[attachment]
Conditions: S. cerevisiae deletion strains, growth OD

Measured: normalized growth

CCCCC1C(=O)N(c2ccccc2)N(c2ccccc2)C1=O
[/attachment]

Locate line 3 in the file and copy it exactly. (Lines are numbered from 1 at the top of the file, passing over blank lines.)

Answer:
CCCCC1C(=O)N(c2ccccc2)N(c2ccccc2)C1=O